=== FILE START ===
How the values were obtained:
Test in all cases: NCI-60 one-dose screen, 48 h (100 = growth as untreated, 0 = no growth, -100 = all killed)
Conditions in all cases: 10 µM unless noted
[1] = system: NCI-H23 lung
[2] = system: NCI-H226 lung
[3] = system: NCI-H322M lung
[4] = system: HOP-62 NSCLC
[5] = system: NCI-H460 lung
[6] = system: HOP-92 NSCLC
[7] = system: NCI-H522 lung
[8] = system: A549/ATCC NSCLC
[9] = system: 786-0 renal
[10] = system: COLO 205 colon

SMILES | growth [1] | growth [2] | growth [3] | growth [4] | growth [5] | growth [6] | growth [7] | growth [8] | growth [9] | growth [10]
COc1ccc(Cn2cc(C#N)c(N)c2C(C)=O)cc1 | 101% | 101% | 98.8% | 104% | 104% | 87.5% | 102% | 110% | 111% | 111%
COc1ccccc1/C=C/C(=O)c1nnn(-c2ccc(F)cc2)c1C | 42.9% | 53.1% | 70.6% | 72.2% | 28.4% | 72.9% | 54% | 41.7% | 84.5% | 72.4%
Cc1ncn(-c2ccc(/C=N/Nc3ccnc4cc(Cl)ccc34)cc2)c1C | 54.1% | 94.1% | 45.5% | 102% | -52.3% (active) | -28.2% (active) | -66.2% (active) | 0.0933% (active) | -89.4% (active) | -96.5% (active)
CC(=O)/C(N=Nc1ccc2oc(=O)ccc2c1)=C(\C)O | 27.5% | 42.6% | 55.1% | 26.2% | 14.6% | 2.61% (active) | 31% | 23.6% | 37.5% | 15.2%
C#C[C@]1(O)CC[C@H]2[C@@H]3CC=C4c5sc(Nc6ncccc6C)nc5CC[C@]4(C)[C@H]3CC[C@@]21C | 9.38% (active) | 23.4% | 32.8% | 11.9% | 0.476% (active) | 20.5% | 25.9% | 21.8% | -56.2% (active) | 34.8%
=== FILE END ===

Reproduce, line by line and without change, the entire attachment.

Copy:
How the values were obtained:
Test in all cases: NCI-60 one-dose screen, 48 h (100 = growth as untreated, 0 = no growth, -100 = all killed)
Conditions in all cases: 10 µM unless noted
[1] = system: NCI-H23 lung
[2] = system: NCI-H226 lung
[3] = system: NCI-H322M lung
[4] = system: HOP-62 NSCLC
[5] = system: NCI-H460 lung
[6] = system: HOP-92 NSCLC
[7] = system: NCI-H522 lung
[8] = system: A549/ATCC NSCLC
[9] = system: 786-0 renal
[10] = system: COLO 205 colon

SMILES | growth [1] | growth [2] | growth [3] | growth [4] | growth [5] | growth [6] | growth [7] | growth [8] | growth [9] | growth [10]
COc1ccc(Cn2cc(C#N)c(N)c2C(C)=O)cc1 | 101% | 101% | 98.8% | 104% | 104% | 87.5% | 102% | 110% | 111% | 111%
COc1ccccc1/C=C/C(=O)c1nnn(-c2ccc(F)cc2)c1C | 42.9% | 53.1% | 70.6% | 72.2% | 28.4% | 72.9% | 54% | 41.7% | 84.5% | 72.4%
Cc1ncn(-c2ccc(/C=N/Nc3ccnc4cc(Cl)ccc34)cc2)c1C | 54.1% | 94.1% | 45.5% | 102% | -52.3% (active) | -28.2% (active) | -66.2% (active) | 0.0933% (active) | -89.4% (active) | -96.5% (active)
CC(=O)/C(N=Nc1ccc2oc(=O)ccc2c1)=C(\C)O | 27.5% | 42.6% | 55.1% | 26.2% | 14.6% | 2.61% (active) | 31% | 23.6% | 37.5% | 15.2%
C#C[C@]1(O)CC[C@H]2[C@@H]3CC=C4c5sc(Nc6ncccc6C)nc5CC[C@]4(C)[C@H]3CC[C@@]21C | 9.38% (active) | 23.4% | 32.8% | 11.9% | 0.476% (active) | 20.5% | 25.9% | 21.8% | -56.2% (active) | 34.8%